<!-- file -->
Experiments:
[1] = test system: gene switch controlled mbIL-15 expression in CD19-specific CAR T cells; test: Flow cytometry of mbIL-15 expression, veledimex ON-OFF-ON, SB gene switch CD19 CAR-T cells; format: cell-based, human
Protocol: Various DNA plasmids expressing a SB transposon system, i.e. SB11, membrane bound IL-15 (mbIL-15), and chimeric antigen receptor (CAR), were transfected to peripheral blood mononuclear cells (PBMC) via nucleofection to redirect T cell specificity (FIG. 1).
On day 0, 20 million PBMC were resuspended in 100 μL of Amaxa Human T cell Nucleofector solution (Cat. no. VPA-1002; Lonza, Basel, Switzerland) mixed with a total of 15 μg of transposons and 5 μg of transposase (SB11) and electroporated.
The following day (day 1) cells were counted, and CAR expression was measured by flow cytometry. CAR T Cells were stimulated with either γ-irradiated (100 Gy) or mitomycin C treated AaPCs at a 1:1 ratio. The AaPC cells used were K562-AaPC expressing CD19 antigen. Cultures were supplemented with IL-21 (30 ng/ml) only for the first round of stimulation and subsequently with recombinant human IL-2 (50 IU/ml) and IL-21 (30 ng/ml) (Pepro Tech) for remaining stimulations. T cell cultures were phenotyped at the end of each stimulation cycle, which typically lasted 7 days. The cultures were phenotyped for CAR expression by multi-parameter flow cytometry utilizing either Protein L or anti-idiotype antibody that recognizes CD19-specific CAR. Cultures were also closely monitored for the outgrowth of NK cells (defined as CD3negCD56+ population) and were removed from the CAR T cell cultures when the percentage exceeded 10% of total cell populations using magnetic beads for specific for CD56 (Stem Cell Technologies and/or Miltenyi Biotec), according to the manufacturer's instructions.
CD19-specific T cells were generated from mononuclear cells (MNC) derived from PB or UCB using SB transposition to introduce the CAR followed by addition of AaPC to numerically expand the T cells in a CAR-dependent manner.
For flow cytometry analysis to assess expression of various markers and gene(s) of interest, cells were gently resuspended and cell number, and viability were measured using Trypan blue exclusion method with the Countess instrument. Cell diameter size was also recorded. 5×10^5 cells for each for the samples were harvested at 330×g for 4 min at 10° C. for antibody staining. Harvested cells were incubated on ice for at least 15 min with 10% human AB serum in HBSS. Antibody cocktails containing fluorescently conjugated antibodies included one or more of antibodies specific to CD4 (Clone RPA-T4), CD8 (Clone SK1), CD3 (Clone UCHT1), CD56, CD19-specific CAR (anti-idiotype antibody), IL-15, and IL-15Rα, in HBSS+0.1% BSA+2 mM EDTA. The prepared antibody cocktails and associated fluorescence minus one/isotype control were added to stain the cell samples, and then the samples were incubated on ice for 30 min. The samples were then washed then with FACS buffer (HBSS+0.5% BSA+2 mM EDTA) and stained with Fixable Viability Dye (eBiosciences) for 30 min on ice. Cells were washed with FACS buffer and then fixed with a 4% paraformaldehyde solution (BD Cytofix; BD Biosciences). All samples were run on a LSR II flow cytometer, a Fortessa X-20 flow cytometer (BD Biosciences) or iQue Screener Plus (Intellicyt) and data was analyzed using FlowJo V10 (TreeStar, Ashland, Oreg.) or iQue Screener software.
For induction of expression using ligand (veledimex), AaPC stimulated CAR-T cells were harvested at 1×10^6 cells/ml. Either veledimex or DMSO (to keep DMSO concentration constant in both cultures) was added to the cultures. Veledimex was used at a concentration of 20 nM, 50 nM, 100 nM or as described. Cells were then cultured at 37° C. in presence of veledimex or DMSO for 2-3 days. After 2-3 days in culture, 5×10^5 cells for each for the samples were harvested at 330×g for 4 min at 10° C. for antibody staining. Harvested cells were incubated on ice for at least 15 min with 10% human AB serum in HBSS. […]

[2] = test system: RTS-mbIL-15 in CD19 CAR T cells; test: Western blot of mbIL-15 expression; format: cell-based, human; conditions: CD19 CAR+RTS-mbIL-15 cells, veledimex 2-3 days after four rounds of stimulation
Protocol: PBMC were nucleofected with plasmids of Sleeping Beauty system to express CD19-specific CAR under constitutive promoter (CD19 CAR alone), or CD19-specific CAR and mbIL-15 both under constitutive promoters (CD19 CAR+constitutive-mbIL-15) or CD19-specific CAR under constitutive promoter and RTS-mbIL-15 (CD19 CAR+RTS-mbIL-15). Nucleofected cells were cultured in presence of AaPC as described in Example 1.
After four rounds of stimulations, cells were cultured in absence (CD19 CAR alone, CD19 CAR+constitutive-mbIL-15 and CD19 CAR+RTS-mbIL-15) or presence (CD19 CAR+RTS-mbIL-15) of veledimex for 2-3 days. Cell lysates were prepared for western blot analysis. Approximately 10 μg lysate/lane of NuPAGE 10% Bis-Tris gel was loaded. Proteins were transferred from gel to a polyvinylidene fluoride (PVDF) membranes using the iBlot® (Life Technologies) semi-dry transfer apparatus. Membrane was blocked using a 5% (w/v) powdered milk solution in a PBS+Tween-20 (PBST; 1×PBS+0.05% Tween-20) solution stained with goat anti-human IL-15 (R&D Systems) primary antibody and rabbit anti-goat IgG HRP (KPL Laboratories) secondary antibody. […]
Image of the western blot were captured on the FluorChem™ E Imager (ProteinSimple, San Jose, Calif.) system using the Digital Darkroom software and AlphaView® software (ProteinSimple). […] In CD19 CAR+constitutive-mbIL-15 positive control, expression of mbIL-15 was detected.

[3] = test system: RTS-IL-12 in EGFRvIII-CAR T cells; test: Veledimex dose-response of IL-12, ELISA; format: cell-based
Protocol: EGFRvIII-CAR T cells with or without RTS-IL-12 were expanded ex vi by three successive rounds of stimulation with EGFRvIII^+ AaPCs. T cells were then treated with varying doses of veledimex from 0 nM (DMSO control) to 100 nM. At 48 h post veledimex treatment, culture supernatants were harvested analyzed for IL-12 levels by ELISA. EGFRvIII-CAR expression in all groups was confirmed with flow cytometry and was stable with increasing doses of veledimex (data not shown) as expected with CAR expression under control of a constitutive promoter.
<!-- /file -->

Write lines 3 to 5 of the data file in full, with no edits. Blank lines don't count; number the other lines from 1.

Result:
Protocol: Various DNA plasmids expressing a SB transposon system, i.e. SB11, membrane bound IL-15 (mbIL-15), and chimeric antigen receptor (CAR), were transfected to peripheral blood mononuclear cells (PBMC) via nucleofection to redirect T cell specificity (FIG. 1).
On day 0, 20 million PBMC were resuspended in 100 μL of Amaxa Human T cell Nucleofector solution (Cat. no. VPA-1002; Lonza, Basel, Switzerland) mixed with a total of 15 μg of transposons and 5 μg of transposase (SB11) and electroporated.
The following day (day 1) cells were counted, and CAR expression was measured by flow cytometry. CAR T Cells were stimulated with either γ-irradiated (100 Gy) or mitomycin C treated AaPCs at a 1:1 ratio. The AaPC cells used were K562-AaPC expressing CD19 antigen. Cultures were supplemented with IL-21 (30 ng/ml) only for the first round of stimulation and subsequently with recombinant human IL-2 (50 IU/ml) and IL-21 (30 ng/ml) (Pepro Tech) for remaining stimulations. T cell cultures were phenotyped at the end of each stimulation cycle, which typically lasted 7 days. The cultures were phenotyped for CAR expression by multi-parameter flow cytometry utilizing either Protein L or anti-idiotype antibody that recognizes CD19-specific CAR. Cultures were also closely monitored for the outgrowth of NK cells (defined as CD3negCD56+ population) and were removed from the CAR T cell cultures when the percentage exceeded 10% of total cell populations using magnetic beads for specific for CD56 (Stem Cell Technologies and/or Miltenyi Biotec), according to the manufacturer's instructions.